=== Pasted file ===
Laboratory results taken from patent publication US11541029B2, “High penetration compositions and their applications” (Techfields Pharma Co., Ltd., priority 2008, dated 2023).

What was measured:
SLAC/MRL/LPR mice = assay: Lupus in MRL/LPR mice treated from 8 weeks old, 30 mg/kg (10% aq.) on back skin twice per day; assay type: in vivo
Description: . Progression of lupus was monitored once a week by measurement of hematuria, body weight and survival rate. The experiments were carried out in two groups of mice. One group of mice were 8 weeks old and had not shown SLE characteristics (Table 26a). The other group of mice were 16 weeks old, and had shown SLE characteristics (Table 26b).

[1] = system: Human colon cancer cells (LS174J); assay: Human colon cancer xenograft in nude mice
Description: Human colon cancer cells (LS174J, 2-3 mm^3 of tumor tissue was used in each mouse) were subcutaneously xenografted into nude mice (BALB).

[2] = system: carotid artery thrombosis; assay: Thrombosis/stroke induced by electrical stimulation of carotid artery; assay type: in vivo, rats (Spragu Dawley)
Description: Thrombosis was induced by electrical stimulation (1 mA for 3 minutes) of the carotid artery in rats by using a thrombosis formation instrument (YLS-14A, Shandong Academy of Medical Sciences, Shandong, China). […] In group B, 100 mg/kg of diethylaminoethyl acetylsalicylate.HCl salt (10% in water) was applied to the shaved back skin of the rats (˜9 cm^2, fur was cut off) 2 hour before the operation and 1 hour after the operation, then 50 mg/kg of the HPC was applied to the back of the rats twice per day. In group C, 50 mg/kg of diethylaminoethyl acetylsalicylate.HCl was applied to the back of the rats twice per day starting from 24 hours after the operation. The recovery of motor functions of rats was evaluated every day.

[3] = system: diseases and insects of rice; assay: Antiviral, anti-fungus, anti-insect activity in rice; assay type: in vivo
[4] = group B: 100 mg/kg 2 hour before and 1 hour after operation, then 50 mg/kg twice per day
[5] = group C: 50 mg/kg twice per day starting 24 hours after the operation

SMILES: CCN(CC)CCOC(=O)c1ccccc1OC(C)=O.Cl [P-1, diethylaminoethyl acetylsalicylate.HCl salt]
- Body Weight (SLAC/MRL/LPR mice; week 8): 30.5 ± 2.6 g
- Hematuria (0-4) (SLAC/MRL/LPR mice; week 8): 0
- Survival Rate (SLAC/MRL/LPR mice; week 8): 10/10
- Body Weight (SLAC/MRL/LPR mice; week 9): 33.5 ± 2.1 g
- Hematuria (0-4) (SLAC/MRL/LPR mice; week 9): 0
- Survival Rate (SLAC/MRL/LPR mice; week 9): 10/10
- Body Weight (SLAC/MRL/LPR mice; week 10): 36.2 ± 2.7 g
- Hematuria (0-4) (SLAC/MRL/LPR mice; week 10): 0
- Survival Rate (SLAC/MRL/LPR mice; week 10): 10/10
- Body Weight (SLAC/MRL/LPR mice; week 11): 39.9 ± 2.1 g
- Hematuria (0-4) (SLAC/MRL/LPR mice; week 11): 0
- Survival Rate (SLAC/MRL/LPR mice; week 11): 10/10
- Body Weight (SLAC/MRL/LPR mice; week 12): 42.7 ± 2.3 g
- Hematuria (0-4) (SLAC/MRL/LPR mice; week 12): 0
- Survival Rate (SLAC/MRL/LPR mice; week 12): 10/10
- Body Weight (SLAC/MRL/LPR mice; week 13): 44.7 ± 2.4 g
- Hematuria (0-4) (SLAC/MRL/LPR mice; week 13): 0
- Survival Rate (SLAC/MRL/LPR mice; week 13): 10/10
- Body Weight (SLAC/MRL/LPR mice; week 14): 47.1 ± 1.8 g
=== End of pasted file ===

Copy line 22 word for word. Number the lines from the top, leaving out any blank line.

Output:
- Body Weight (SLAC/MRL/LPR mice; week 11): 39.9 ± 2.1 g